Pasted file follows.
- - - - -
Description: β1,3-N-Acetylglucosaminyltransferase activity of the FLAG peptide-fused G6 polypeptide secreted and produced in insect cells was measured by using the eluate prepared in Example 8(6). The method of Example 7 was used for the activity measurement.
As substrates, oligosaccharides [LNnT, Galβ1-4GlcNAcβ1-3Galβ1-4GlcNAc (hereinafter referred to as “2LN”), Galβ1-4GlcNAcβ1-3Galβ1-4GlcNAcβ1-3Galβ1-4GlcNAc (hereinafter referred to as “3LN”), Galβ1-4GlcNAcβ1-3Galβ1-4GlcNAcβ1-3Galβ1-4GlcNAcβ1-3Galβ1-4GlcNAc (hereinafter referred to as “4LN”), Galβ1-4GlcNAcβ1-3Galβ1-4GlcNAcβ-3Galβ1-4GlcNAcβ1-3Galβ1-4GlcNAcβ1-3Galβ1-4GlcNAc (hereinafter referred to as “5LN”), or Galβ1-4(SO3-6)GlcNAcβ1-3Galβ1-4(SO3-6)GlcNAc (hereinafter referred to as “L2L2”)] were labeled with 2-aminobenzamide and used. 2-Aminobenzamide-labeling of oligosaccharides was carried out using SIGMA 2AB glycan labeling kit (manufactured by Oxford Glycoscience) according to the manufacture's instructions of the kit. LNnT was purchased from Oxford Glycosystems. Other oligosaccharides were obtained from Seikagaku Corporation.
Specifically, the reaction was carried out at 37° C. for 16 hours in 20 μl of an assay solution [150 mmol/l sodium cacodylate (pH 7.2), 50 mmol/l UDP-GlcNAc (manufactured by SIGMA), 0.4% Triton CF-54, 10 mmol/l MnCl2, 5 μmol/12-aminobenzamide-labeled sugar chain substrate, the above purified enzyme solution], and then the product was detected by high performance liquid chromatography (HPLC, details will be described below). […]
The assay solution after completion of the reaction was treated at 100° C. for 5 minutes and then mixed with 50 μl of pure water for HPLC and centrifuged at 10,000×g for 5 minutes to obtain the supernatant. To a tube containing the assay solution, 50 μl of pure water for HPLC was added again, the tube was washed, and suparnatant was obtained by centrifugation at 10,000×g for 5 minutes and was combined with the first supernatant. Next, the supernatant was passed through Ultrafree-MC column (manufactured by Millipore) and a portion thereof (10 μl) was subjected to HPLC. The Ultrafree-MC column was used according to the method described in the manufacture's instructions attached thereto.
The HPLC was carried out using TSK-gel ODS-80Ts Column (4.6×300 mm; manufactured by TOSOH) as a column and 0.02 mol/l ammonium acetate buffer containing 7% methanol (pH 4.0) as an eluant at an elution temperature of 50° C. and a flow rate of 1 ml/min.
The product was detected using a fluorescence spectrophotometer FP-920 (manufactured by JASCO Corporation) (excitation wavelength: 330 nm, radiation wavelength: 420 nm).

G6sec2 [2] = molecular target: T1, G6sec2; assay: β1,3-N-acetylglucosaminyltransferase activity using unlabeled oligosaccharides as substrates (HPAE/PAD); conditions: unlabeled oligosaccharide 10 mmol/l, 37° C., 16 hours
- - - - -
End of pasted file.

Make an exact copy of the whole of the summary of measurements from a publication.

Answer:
Description: β1,3-N-Acetylglucosaminyltransferase activity of the FLAG peptide-fused G6 polypeptide secreted and produced in insect cells was measured by using the eluate prepared in Example 8(6). The method of Example 7 was used for the activity measurement.
As substrates, oligosaccharides [LNnT, Galβ1-4GlcNAcβ1-3Galβ1-4GlcNAc (hereinafter referred to as “2LN”), Galβ1-4GlcNAcβ1-3Galβ1-4GlcNAcβ1-3Galβ1-4GlcNAc (hereinafter referred to as “3LN”), Galβ1-4GlcNAcβ1-3Galβ1-4GlcNAcβ1-3Galβ1-4GlcNAcβ1-3Galβ1-4GlcNAc (hereinafter referred to as “4LN”), Galβ1-4GlcNAcβ1-3Galβ1-4GlcNAcβ-3Galβ1-4GlcNAcβ1-3Galβ1-4GlcNAcβ1-3Galβ1-4GlcNAc (hereinafter referred to as “5LN”), or Galβ1-4(SO3-6)GlcNAcβ1-3Galβ1-4(SO3-6)GlcNAc (hereinafter referred to as “L2L2”)] were labeled with 2-aminobenzamide and used. 2-Aminobenzamide-labeling of oligosaccharides was carried out using SIGMA 2AB glycan labeling kit (manufactured by Oxford Glycoscience) according to the manufacture's instructions of the kit. LNnT was purchased from Oxford Glycosystems. Other oligosaccharides were obtained from Seikagaku Corporation.
Specifically, the reaction was carried out at 37° C. for 16 hours in 20 μl of an assay solution [150 mmol/l sodium cacodylate (pH 7.2), 50 mmol/l UDP-GlcNAc (manufactured by SIGMA), 0.4% Triton CF-54, 10 mmol/l MnCl2, 5 μmol/12-aminobenzamide-labeled sugar chain substrate, the above purified enzyme solution], and then the product was detected by high performance liquid chromatography (HPLC, details will be described below). […]
The assay solution after completion of the reaction was treated at 100° C. for 5 minutes and then mixed with 50 μl of pure water for HPLC and centrifuged at 10,000×g for 5 minutes to obtain the supernatant. To a tube containing the assay solution, 50 μl of pure water for HPLC was added again, the tube was washed, and suparnatant was obtained by centrifugation at 10,000×g for 5 minutes and was combined with the first supernatant. Next, the supernatant was passed through Ultrafree-MC column (manufactured by Millipore) and a portion thereof (10 μl) was subjected to HPLC. The Ultrafree-MC column was used according to the method described in the manufacture's instructions attached thereto.
The HPLC was carried out using TSK-gel ODS-80Ts Column (4.6×300 mm; manufactured by TOSOH) as a column and 0.02 mol/l ammonium acetate buffer containing 7% methanol (pH 4.0) as an eluant at an elution temperature of 50° C. and a flow rate of 1 ml/min.
The product was detected using a fluorescence spectrophotometer FP-920 (manufactured by JASCO Corporation) (excitation wavelength: 330 nm, radiation wavelength: 420 nm).

G6sec2 [2] = molecular target: T1, G6sec2; assay: β1,3-N-acetylglucosaminyltransferase activity using unlabeled oligosaccharides as substrates (HPAE/PAD); conditions: unlabeled oligosaccharide 10 mmol/l, 37° C., 16 hours